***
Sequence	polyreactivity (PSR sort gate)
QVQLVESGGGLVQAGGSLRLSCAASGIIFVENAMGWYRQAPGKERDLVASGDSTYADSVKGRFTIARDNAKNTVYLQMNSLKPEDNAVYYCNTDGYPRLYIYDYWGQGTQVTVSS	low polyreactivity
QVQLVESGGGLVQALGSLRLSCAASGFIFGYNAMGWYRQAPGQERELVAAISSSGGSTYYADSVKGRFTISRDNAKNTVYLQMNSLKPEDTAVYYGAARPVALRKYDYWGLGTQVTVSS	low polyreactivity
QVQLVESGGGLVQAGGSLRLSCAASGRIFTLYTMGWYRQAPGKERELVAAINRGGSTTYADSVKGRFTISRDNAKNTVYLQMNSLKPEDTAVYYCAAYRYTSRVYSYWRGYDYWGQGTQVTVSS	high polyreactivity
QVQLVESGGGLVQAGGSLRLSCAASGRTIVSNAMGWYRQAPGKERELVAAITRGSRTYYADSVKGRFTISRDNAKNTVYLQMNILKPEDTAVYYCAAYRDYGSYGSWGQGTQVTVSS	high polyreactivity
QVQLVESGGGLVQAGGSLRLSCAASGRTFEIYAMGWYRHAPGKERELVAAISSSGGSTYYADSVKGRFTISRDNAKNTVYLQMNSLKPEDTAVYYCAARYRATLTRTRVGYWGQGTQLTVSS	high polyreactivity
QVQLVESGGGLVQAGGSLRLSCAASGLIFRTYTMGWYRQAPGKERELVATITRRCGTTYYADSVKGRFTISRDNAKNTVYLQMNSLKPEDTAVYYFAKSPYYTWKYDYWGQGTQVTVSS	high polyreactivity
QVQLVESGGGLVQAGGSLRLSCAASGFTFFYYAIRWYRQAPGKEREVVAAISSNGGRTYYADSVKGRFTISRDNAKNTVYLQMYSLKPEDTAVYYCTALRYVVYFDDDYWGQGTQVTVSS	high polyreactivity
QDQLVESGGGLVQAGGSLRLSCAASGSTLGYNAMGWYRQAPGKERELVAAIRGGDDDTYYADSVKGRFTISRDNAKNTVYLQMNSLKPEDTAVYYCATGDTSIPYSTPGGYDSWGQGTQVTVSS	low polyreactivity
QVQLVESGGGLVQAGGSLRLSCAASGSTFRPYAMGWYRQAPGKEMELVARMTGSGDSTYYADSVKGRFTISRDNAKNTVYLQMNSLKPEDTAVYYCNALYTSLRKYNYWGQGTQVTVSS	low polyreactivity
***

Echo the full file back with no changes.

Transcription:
Sequence	polyreactivity (PSR sort gate)
QVQLVESGGGLVQAGGSLRLSCAASGIIFVENAMGWYRQAPGKERDLVASGDSTYADSVKGRFTIARDNAKNTVYLQMNSLKPEDNAVYYCNTDGYPRLYIYDYWGQGTQVTVSS	low polyreactivity
QVQLVESGGGLVQALGSLRLSCAASGFIFGYNAMGWYRQAPGQERELVAAISSSGGSTYYADSVKGRFTISRDNAKNTVYLQMNSLKPEDTAVYYGAARPVALRKYDYWGLGTQVTVSS	low polyreactivity
QVQLVESGGGLVQAGGSLRLSCAASGRIFTLYTMGWYRQAPGKERELVAAINRGGSTTYADSVKGRFTISRDNAKNTVYLQMNSLKPEDTAVYYCAAYRYTSRVYSYWRGYDYWGQGTQVTVSS	high polyreactivity
QVQLVESGGGLVQAGGSLRLSCAASGRTIVSNAMGWYRQAPGKERELVAAITRGSRTYYADSVKGRFTISRDNAKNTVYLQMNILKPEDTAVYYCAAYRDYGSYGSWGQGTQVTVSS	high polyreactivity
QVQLVESGGGLVQAGGSLRLSCAASGRTFEIYAMGWYRHAPGKERELVAAISSSGGSTYYADSVKGRFTISRDNAKNTVYLQMNSLKPEDTAVYYCAARYRATLTRTRVGYWGQGTQLTVSS	high polyreactivity
QVQLVESGGGLVQAGGSLRLSCAASGLIFRTYTMGWYRQAPGKERELVATITRRCGTTYYADSVKGRFTISRDNAKNTVYLQMNSLKPEDTAVYYFAKSPYYTWKYDYWGQGTQVTVSS	high polyreactivity
QVQLVESGGGLVQAGGSLRLSCAASGFTFFYYAIRWYRQAPGKEREVVAAISSNGGRTYYADSVKGRFTISRDNAKNTVYLQMYSLKPEDTAVYYCTALRYVVYFDDDYWGQGTQVTVSS	high polyreactivity
QDQLVESGGGLVQAGGSLRLSCAASGSTLGYNAMGWYRQAPGKERELVAAIRGGDDDTYYADSVKGRFTISRDNAKNTVYLQMNSLKPEDTAVYYCATGDTSIPYSTPGGYDSWGQGTQVTVSS	low polyreactivity
QVQLVESGGGLVQAGGSLRLSCAASGSTFRPYAMGWYRQAPGKEMELVARMTGSGDSTYYADSVKGRFTISRDNAKNTVYLQMNSLKPEDTAVYYCNALYTSLRKYNYWGQGTQVTVSS	low polyreactivity